Lee Thornley, aged 17, took his own life on 22 February 2018. His close friends set up The Lee Cooper Foundation in his memory, in the hope of preventing other teenagers from suffering with their mental health in silence. They describe themselves as ‘a foundation run by young people, for young people’. They also shared their goal of breaking down stigmas surrounding mental health, and creating a space where open and honest conversations can be undertaken. 

Celebrations at the launch of The LCF Hub.

According to NHS Liverpool: ‘Over 66,000 people have a mental health condition, with depression, anxiety and serious mental illness depriving many of a good quality of life.’ The Coronavirus pandemic has also affected young people’s mental health negatively. 

Young Minds conducted a survey at the beginning of 2021 where they found that 67% believed that the pandemic would have a long-term negative effect on their mental health. 

Mental well-being became a worry for many during national lockdowns with isolation and loneliness causing issues nationwide. Lily Spendlove, co-founder of The Lee Cooper Foundation, said: “We act as a bridge between our young people, and the endless waiting lists for our underfunded mental health services.”  

Message reads: ‘Its okay not to be okay’

The foundation launched their new hub in Prescot last week. They have been operating since July but due to Covid restrictions they were unable to hold a large event. The evening celebrated the move to their new home with a tour and an open meeting where the team told us about the work they do at the hub.  

 “Talking about suicide does not increase the chances of suicide, not talking does.” The LCF 

All of the members of The Lee Cooper Foundation team are qualified in Level Three Mental First Aid. They are also soon to be trained in Level Three Safeguarding. They aim to: ‘Provide free and accessible mental health support to young people. We deliver support that is tailored to the wants and the needs of our young people.’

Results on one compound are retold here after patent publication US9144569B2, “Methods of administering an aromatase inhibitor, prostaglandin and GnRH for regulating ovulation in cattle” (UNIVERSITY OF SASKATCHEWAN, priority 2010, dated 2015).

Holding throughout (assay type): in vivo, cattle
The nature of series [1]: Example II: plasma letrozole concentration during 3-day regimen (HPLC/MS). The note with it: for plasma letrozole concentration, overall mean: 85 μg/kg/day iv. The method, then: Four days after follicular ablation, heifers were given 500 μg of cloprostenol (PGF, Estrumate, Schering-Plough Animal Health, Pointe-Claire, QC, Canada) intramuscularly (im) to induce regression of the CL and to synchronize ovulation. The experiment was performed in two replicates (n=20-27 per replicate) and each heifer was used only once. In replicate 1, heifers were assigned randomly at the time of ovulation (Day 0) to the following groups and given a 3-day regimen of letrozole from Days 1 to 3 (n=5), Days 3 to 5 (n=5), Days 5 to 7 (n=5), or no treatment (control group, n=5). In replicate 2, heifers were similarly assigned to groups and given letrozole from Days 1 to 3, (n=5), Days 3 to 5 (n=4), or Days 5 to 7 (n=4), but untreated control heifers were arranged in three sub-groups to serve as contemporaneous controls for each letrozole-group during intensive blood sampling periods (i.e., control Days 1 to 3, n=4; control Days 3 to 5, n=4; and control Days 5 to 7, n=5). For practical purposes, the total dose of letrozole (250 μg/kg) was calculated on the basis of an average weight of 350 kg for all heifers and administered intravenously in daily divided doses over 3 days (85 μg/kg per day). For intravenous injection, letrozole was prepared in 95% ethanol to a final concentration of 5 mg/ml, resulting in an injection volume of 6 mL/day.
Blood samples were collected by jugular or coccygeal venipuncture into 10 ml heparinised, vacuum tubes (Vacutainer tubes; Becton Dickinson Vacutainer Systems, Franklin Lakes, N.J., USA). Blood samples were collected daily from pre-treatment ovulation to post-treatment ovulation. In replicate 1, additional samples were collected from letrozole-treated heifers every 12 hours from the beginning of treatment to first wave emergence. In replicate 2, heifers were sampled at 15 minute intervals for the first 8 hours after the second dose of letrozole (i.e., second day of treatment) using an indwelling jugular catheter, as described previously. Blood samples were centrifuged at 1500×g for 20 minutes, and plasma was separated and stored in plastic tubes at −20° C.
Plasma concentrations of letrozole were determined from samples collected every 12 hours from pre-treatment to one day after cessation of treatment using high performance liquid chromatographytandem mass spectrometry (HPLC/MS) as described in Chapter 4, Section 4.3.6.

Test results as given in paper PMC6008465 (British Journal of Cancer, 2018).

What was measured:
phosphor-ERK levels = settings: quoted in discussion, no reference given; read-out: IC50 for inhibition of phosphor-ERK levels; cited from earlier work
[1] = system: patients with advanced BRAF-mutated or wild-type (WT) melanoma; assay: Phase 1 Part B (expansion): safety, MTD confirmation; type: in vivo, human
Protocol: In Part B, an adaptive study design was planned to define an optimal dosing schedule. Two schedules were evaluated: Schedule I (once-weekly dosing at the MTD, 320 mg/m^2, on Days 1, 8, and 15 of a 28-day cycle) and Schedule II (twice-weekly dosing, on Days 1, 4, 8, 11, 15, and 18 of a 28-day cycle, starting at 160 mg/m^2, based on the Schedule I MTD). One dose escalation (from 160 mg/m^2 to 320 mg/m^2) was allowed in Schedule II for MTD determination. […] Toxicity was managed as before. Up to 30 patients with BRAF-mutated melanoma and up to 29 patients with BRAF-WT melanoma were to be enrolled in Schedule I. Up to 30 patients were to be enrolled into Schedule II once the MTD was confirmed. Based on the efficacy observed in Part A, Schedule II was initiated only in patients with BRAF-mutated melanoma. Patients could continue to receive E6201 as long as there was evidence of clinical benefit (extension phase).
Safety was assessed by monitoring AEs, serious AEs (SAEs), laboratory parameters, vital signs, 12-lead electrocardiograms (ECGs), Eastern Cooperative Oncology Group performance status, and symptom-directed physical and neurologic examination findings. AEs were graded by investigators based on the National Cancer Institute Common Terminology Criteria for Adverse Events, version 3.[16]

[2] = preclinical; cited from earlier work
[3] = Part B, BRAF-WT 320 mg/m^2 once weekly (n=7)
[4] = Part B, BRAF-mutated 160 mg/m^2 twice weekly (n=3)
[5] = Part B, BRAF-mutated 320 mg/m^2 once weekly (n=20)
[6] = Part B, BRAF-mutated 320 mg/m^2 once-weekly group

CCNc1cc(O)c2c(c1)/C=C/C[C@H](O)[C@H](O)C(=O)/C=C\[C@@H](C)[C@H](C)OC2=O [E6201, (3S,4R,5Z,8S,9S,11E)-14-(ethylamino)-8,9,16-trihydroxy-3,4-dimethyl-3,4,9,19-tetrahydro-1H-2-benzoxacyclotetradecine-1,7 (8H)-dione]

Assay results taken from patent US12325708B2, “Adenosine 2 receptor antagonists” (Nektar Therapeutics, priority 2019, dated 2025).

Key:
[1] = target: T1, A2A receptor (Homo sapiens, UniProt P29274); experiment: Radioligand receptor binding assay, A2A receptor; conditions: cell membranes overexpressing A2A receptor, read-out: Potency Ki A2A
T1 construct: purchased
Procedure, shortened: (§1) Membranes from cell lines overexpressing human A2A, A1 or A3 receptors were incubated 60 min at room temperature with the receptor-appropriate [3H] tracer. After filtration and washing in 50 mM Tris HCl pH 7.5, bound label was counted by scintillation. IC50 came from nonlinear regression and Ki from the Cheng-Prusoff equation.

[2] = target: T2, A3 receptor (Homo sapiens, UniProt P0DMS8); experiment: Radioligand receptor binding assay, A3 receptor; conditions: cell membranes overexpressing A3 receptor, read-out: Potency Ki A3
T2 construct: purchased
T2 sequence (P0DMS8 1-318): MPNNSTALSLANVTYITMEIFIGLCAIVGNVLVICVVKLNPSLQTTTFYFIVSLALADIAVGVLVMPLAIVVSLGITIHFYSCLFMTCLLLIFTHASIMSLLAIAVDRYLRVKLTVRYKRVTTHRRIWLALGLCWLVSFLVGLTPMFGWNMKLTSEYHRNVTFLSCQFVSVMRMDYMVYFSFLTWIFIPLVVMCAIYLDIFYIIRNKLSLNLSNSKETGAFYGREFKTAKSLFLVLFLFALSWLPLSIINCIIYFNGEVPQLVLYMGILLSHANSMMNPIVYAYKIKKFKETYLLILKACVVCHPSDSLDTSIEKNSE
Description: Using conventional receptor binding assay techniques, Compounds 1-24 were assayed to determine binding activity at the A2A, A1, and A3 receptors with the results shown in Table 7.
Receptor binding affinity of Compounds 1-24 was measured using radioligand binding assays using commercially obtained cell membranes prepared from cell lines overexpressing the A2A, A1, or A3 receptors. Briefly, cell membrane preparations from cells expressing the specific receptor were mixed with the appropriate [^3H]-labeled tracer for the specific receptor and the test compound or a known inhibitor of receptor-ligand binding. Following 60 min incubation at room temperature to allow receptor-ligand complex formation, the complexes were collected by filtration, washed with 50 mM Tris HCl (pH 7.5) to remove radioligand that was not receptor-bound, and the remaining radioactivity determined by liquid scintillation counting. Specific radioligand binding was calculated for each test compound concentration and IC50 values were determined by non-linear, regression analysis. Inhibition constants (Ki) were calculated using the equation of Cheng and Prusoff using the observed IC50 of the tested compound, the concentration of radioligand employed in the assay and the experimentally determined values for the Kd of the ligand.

Some of the activities on offer are:  

  • “Let’sChat” drop in sessions  
  • Listening and Talking therapy  
  • LGBRQIA+ Support 
  • Cognitive Behavioural Therapy (CBT) 
  • Mindfulness and Yoga 
  • Football Therapy 
  • And more.

Artwork created at the foundation.

Since beginning in 2018, the foundation has received recognition from the Mayor of Knowsley. The foundation was their charity of the year 2019/20.

They are also the Mayor of Prescot’s charity for 2021. In July of this year, Lily Spendlove, co-founder of the foundation, met with Her Majesty the Queen. She received praise for the work that the foundation has done.

Lily explained the motivations behind the foundation: “When Lee died we realised there just weren’t mental health support available in the area and the support that was available there was endless waiting lines that are taking the lives of our loved ones.”

Tote bags created by members of the foundation. Photos by Mark Jones.

Young individuals don’t need a prior mental health diagnosis to be referred. They can just be having a bad day or a bad week. They suggest reaching out through email or through their website for the fastest response. However they are available through all social media platforms.  

Over on their website you will also find a list of other organisations that the LCF works with that provide mental health support: Signpost Directory (theleecooperfoundation.co.uk) 

If you or someone you know is struggling with their mental health and is in immediate danger, please contact 999 or the Samaritans who offer 24/7 support, by calling 116 123. 


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